Monday, July 21, 2008

Podcast Reviews and Standards Assignment

  1. The website ESLPOD offers a series of close to 400 podcasts by experienced ESL educators on everyday topics, such as how to talk in English about feeling angry, to more advanced topics, such as important cultural figures like photographer Annie Leibovitz. The website also includes a number of teacher resources, including a blog and learning guides; however, there does seem to be a fee involved for these ancillary features. The podcasts I listened to ran about 15 minutes and included a dialogue followed by a discussion and explanation of the language used. The podcasts seemed to be geared toward an older audience. For example, in the podcast about how to talk about anger, the speakers referred to someone as a "schmuck" and said he was "foaming at the mouth." As such, I could see this resource being useful as a listening exercise in a high school or adult ESL class, but I do not see myself using it with my elementary students. If a teacher is willing to invest, the learning guides seem like they could be really helpful because they include the following items:
  • Complete transcripts
  • Definitions
  • Sample sentences
  • Comprehension questions
  • Additional explanations
  • Cultural notes
  • Tips on improving your English
2. The podcasts found on ELT Podcast seemed more like something I could use in my classroom that includes students in grades K-8. These podcasts also employ dialogues to focus on basic conversation skills and themes, but they are generally much shorter and simplistic. Also, the speakers perform the dialogues three times at varying speeds, which I think would really help with differentiating the listening task for differing levels of beginner students. The podcasts on this site are free and include transcripts, as well.

3. The podcasts on Interesting Things for ESL Students also seemed useful for my particular classroom. More specifically, I was pleased to see that this website had podcasts that could be used with my younger students, which was something I didn't see on other websites. For example, this website had a podcast on learning the song "A Bicycle Built for Two" and other songs that native English speaking children know. Additionally it included the lyrics for the song and other links to related resources, like a youtube video of the song. Besides songs, the website had podcasts teaching different verb tenses, which could be useful for older students. The website appeared to be an entirely free resource.

Connecting ESL and NETS Standards
When reading through the ESL and NETS standards, I noticed a distinct overlap in their mutual emphasis on critical thinking. More specifically, ESL standard 3 requires students to, “listen, speak, read, and write in English for critical analysis and evaluation,” while NETS standard 4 mandates that students “use critical thinking skills to plan and conduct research, manage projects, solve problems, and make informed decisions using appropriate digital tools and resources.” It would seem, then, that the NETS standard 4 is an extension of the ESL standard 3 in that it asks students to go beyond just critical thinking and evaluating and actually employ those skills to solve problems and make decisions.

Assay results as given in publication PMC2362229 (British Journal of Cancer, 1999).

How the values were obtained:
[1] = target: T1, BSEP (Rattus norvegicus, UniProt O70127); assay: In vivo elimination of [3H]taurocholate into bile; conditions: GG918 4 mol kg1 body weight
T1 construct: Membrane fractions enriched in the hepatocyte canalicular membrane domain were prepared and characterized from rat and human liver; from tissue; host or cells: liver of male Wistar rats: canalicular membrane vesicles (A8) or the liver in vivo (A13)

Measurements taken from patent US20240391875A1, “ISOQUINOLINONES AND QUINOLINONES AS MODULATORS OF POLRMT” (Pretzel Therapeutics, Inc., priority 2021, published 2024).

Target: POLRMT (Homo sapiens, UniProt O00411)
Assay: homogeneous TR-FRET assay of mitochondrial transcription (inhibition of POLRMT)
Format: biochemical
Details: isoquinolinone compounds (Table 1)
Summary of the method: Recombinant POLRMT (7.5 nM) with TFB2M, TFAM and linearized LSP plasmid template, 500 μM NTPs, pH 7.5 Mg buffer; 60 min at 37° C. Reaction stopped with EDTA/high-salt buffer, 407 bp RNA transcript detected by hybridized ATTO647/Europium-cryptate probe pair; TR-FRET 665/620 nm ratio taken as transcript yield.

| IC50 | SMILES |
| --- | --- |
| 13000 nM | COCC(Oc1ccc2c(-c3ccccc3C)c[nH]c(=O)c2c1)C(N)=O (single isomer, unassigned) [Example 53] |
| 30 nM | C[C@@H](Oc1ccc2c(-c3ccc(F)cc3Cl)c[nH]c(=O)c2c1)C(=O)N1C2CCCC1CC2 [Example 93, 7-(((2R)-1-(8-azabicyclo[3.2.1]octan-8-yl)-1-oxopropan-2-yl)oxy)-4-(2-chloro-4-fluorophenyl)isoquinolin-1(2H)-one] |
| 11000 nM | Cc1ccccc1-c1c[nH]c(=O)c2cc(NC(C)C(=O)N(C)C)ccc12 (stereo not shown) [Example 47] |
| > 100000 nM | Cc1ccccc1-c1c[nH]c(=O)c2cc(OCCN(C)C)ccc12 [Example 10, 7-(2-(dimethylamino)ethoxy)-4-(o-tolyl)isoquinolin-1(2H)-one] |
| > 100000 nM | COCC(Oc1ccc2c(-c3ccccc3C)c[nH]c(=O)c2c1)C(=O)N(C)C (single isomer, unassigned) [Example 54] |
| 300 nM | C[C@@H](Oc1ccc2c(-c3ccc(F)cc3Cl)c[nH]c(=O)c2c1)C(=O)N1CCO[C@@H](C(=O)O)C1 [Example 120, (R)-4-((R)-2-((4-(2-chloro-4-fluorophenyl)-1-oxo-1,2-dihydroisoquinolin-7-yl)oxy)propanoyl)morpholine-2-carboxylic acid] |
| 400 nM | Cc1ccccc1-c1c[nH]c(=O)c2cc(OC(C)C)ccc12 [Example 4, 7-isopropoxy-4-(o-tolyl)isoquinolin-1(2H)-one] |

I honed in on these complementary standards because I have been working to imbue each of my lessons with a critical thinking component. In a previous course on ESL and the content areas, I created a thematic unit entitled “Whose Stories Are Told?: Significant American Women of the 20th Century,” in which students were required to think critically about what kinds of narratives are perpetuated in American culture, whose stories are sometimes told if you look hard enough, and whose stories are virtually always ignored. Moreover, students were asked to interrogate why our society values certain stories and silences or erases other. In creating this unit, I devised several activities that easily include both ESL standard 3 and the NETS standard 4.
For example, in one project, following an in-class study of excerpts from Rachel Carson’s Silent Spring, students were asked to explore the Conservation International website and find out their own ecological footprint. Next, they were asked to hypothesize whose ecological footprint is larger and therefore more damaging to the earth: people who live in the city or people who live in the country? Subsequently, the students interviewed in person and via email people who live in the country and people who live in the city to calculate their ecological footprint and created a graph that portrayed their findings. All of these steps embody the ESL standard 4 that asks students to think critically and evaluate. However, the students did not stop there. The final step of the project asked students to devise a plan of action for both people who live in the country and people who live in the city to reduce their ecological footprint and present their findings and plan of action in a formal presentation to the class. In this concluding step, students moved beyond critical thinking and evaluating and began to solve problems and make decisions, part of NETS standard 3.

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